4 Killer mistakes the Miami Heat cannot repeat next season

Here's what the Miami Heat can learn from a disappointing season that ended after just five playoff games.
Miami Heat v Boston Celtics - Game Five
Miami Heat v Boston Celtics - Game Five / Maddie Meyer/GettyImages
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2. Lack of team availability

Despite initial concerns, many fans remained hopeful for a strong playoff performance led by "Playoff Jimmy" and a repeat of last year's surprising success as underdogs. However, these hopes were ultimately dashed.

The Heat faced significant challenges this season, ranking fifth in the league for the most missed games due to injuries at 250, according to Spotrac's injury tracker. This issue has resulted in a lack of consistency and uncertainty in the team's rotation as they head toward the playoffs. Miami established a new franchise record with Spoelstra utilizing 35 different starting lineups throughout the season.  

During the regular season, no Heat lineup accumulated over 200 minutes on the court together. In contrast, the Celtics, who recently eliminated the Heat in the first round of the playoffs, had two lineups that surpassed 300 minutes of playing time together.

Furthermore, the Heat's prominent trio consisting of Adebayo, Butler, and Herro only appeared in 27 games together this regular season, resulting in a 14-13 record. Unfortunately, this trio did not have the opportunity to play any playoff games together this year, as Butler was sidelined for the entire first-round series against the Celtics due to a sprained MCL in his right knee.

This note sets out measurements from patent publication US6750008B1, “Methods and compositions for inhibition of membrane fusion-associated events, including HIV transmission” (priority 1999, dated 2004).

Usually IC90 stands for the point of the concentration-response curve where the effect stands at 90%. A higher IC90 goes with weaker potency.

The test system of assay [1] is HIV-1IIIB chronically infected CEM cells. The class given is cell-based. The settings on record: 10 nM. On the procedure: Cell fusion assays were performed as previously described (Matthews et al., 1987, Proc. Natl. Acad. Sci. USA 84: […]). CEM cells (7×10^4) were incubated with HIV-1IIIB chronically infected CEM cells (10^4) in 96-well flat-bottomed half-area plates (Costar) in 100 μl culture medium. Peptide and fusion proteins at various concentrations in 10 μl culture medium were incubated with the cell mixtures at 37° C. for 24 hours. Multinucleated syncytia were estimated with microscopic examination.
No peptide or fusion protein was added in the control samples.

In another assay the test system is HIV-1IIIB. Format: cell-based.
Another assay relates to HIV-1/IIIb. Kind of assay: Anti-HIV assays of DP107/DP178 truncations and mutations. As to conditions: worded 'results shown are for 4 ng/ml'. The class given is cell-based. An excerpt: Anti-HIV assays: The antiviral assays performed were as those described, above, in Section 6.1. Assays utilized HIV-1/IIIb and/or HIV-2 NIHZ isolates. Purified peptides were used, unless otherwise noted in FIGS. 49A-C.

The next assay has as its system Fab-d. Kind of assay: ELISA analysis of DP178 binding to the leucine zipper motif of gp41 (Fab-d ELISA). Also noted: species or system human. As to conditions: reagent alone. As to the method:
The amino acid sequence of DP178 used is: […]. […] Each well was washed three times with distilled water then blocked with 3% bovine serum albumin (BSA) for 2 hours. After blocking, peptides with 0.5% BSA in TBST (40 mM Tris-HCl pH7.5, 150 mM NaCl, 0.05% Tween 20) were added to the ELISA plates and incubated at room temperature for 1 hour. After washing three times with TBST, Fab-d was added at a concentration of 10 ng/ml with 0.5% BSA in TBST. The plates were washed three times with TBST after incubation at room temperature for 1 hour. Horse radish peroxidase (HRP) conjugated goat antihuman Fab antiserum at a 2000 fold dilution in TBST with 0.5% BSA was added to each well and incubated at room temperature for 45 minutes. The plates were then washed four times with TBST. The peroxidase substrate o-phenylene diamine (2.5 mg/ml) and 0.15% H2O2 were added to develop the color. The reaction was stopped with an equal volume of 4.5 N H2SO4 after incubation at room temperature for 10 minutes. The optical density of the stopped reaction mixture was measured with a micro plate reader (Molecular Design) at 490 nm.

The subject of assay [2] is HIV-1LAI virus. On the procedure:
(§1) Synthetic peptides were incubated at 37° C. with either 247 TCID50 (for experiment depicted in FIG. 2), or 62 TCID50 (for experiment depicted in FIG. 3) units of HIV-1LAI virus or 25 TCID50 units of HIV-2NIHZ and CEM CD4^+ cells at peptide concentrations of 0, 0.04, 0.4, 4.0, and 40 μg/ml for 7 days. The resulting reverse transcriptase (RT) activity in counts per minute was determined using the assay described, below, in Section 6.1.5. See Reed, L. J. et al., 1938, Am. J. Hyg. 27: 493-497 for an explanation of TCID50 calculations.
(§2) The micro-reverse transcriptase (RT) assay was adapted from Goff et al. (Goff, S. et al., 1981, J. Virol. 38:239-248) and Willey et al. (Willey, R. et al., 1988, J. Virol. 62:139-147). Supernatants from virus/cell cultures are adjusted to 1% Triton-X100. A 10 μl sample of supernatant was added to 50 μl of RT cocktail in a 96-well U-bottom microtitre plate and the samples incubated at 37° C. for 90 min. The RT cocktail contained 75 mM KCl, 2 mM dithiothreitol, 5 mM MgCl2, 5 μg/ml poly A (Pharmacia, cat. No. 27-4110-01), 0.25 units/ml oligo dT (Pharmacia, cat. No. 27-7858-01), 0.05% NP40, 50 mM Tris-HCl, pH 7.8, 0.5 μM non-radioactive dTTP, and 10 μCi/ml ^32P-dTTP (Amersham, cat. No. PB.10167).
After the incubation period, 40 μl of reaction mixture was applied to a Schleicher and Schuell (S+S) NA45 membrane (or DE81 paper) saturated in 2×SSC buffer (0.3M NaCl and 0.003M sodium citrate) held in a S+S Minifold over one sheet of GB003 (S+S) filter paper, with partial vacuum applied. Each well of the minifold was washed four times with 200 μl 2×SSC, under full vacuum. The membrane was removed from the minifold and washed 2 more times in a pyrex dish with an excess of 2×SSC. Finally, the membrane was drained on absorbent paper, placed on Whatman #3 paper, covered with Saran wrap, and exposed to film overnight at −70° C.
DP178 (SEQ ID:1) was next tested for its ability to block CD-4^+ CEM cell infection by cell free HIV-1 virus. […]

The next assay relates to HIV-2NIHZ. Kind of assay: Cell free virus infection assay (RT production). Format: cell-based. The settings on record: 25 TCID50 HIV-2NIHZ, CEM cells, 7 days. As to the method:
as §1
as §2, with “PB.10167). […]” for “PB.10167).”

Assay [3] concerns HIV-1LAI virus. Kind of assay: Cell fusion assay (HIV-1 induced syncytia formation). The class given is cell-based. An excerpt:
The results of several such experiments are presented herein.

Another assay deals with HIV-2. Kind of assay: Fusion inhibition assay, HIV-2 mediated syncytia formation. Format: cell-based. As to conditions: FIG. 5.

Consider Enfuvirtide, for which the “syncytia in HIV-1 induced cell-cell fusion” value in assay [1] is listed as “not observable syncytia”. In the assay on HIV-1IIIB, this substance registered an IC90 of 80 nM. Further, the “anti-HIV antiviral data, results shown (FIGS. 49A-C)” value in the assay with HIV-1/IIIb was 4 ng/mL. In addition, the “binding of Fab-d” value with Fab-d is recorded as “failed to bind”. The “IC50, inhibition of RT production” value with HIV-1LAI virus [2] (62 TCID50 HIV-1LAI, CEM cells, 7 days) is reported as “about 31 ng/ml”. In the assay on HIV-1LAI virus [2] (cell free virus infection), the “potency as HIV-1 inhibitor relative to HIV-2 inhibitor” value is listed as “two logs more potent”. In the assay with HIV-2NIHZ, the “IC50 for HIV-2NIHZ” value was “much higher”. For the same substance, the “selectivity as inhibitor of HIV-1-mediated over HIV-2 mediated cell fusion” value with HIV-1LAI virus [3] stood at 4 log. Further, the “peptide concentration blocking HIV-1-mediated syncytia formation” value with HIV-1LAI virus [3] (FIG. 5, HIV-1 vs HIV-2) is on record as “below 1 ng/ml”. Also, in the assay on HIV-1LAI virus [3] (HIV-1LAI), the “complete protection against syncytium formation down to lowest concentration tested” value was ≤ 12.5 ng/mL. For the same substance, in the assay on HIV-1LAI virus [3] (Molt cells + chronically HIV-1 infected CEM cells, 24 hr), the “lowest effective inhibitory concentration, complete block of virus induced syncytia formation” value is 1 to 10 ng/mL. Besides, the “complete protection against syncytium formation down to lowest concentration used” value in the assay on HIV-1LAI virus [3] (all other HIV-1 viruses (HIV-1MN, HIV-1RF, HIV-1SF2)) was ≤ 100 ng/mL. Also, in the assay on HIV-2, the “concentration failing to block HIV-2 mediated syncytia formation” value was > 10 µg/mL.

In his annual season-ending news conference, Riley addressed the media about the importance of change. However, Riley's focus was not on the potential alterations to the team's roster following their early exit from the playoffs this season. Instead, it was mostly about player availability. Riley made it clear he won't accept the same outcome next year. 

“Those things you’re doing to try to win, if they aren’t working, must change,” Riley said. "That’s a deep dive for us this summer into player availability. So we have to change some things."

The Heat's roster presents a significant challenge. While Butler is a standout player renowned for his clutch playoff performances, his age, and declining durability have become worrisome as he enters his 15th season at the age of 35 next year. His average number of games played per season in Miami fell below 60, and his minutes per game decreased.

Herro and Caleb Martin, who were available, failed to deliver standout performances except for a remarkable Game 2 effort. The absence of Robinson and Jaime Jaquez Jr. due to additional injuries further hindered the Heat's chances of making a deep playoff run this season.

Point guard Terry Rozier, who joined the team in a trade in January, had been playing the best basketball of his career heading into the postseason before being diagnosed with neck spasms on April 7. Despite initially being considered day-to-day, he ended up missing the entire postseason. Josh Richardson was just starting to find his form when he had to undergo shoulder surgery, ruling him out for the rest of the year.

Sharpshooter and "Most Improved Player" candidate, Duncan Robinson, also was playing some of the best basketball of his career and has transformed into a versatile player this season. Robinson suffered a back injury late in the season, which affected his performance compared to his standout performance in Game 7 against the Celtics last season. To add to the team's woes, Jaime Jaquez Jr., who showed promise in his rookie year playoffs, missed Game 5 against the Celtics due to a hip injury.

This team had a season filled with setbacks. Injuries sidelining key players resulted in significant missed games that impacted the Heat's performance. Riley was right to focus on them.